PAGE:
Summary and Analysis
As Telemachus and Athena (still disguised as Mentor) arrive at Pylos, they come upon a huge ceremony in which some 4,500 people offer 81 bulls in sacrifice to Poseidon. Telemachus feels awkward and embarrassed by his youth and inexperience, but under Athena/Mentor's guidance, he makes a favorable impression on King Nestor, oldest of the Greek chieftains. Nestor's situation and, indeed, the whole state of affairs in Pylos stand in stark contrast to Odysseus' and Ithaca. Through these experiences in Pylos and with Athena's guidance, Telemachus learns how to comport himself as the son and heir to a great king.
Nestor talks of the old days and significantly elaborates on the story of Agamemnon's murder. He has little to offer regarding Odysseus, having last seen Ithaca's king shortly after the victory at Troy, but he suggests that Telemachus and Nestor's son Pisistratus proceed to Sparta to visit Menelaus, Agamemnon's brother, who may be of more help to the guests. Athena returns to the ship to instruct the crew before she leaves on other errands. After another sacrificial feast, Nestor provides a chariot and team of steeds for the two princes' journey to Sparta.
The first four books of The Odyssey are known to scholars as the "Telemacheia"; they deal with the young prince's quest for information about his father as well as his own journey toward manhood. In the latter sense, this section of the epic is very much a coming-of-age story. Athena/Mentor is a helpful guide to the prince's decorum and always aware that Telemachus must quickly become a man and a warrior.
In addition to hospitality, two themes dominate the visit with Nestor: loyalty to human comrades and family, and devotion to the gods. Throughout The Odyssey, Homer's characters refer to Agamemnon's story several times. The tale of Agamemnon's death stands in contrast to events in Ithaca but also serves as a warning of what can happen when loyalty goes awry. Telemachus, growing in the social graces and truly wanting to learn, encourages Nestor's account of the murder of Agamemnon.
Agamemnon was a great warrior, commander of the Greek forces, and chief of their largest contingent at Troy. When he went to war, he left his cousin Aegisthus in charge at home in Mycenae. Motivated by greed and lust, Aegisthus betrayed this trust and seduced Agamemnon's wife, Clytemnestra. The two illicit lovers murdered the great warrior upon his return from the Trojan War. Menelaus, Agamemnon's brother, was absent and thus unable to avenge his death.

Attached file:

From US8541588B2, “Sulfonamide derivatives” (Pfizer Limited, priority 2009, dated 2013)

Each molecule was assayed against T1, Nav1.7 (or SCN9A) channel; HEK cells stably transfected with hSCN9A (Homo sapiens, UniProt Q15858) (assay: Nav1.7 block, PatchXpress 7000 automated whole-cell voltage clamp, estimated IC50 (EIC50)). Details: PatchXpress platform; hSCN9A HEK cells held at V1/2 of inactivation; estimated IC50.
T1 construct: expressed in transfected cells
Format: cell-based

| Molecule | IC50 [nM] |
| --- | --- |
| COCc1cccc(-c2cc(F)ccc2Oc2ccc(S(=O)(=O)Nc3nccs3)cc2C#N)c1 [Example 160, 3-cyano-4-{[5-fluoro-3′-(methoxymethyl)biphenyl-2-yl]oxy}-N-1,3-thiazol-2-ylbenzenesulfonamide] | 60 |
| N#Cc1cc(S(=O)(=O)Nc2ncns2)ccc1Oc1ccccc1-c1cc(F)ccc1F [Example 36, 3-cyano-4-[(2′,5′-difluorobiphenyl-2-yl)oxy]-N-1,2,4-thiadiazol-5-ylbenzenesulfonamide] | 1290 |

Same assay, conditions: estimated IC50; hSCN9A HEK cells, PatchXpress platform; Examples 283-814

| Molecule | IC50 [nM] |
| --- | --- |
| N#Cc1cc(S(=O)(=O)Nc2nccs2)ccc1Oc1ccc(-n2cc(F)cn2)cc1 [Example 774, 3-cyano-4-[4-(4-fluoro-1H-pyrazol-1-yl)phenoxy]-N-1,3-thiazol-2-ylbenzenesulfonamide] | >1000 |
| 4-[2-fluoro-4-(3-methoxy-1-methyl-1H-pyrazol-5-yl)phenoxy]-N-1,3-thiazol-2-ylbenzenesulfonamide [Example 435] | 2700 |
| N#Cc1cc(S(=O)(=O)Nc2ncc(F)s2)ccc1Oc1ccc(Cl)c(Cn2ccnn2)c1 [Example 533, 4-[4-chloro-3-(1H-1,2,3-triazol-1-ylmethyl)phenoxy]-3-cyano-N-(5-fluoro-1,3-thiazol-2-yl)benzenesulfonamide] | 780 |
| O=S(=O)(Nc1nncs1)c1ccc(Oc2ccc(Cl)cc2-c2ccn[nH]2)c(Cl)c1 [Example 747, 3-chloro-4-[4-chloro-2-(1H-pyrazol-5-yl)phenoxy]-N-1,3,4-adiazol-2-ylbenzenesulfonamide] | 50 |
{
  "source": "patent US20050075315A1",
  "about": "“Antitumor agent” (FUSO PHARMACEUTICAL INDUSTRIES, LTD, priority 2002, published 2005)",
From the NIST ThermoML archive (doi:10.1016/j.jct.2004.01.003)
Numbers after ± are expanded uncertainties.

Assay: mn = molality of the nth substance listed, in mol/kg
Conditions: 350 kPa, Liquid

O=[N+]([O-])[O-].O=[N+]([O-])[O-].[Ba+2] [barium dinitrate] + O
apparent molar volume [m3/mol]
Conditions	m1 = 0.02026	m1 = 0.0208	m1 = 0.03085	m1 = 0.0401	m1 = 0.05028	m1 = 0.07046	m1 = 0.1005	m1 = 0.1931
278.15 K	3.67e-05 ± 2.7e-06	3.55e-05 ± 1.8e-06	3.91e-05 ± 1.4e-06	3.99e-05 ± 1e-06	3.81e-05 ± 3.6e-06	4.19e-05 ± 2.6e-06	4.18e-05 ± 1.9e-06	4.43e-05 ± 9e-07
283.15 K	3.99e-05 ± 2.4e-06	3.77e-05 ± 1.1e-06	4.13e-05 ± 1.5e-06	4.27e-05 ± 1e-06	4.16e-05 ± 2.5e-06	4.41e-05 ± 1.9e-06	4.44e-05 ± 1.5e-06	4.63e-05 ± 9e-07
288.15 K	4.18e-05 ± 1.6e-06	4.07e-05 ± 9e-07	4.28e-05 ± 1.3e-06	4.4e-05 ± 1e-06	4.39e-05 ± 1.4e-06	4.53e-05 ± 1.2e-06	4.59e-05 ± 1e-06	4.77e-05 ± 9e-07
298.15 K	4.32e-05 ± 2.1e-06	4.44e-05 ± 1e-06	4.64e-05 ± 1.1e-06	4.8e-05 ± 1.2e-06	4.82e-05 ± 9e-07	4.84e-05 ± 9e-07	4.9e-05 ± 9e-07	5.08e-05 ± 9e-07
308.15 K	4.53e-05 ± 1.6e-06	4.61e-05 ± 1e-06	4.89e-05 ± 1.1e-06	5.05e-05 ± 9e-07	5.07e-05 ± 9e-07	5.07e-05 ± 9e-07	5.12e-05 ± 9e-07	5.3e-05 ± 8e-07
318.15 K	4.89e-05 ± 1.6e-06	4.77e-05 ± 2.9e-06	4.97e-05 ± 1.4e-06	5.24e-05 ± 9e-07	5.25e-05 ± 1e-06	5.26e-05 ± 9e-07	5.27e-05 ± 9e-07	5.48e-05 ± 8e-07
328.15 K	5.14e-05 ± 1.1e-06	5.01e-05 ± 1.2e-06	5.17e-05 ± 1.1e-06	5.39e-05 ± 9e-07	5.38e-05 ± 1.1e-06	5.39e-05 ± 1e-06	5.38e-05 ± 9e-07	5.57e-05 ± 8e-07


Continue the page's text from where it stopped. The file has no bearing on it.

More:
Later, Agamemnon's children, Orestes (his son) and Electra (his daughter), gained vengeance by killing Aegisthus and the queen. Homer's audience would recognize the widely known story, which later appeared in the works of Sophocles, Aeschylus, Euripides, and the twentieth-century American dramatist Eugene O'Neill, among others. While Penelope's character contrasts with Clytemnestra's in virtue and loyalty, suitors such as Antinous and Eurymachus echo the sinister Aegisthus.
Just as Nestor's tale of Agamemnon's fate underscores the importance of human loyalty, the visit itself illustrates the importance of devotion to the gods. Nestor expresses this devotion through sacrificial feasts. The first thing that Telemachus notices upon arrival at Pylos is the huge celebration in honor of Poseidon. Before the prince leaves with Pisistratus for Sparta, Nestor holds another sacrificial feast in honor of Athena, whom, he realizes, has honored him with a visit. To the Greeks, such displays of devotion were important because the Greeks thought of the gods as being functioning parts of their daily lives in matters both great and small. Pleasing the gods was a practical, as well as a spiritual, endeavor.
King Priam king of Troy, killed when the city fell to the Greeks.
flotilla a small fleet of ships or small boats.
Myrmidons legendary Greek warriors of ancient Thessaly who followed their king, Achilles, into the Trojan War.
Mycenae Agamemnon's capital city, in the northeastern Peloponnesus of ancient Greece.
libations liquids poured in offering to a god or gods as part of a religious ritual.
Cauconians people living to the southwest of Pylos.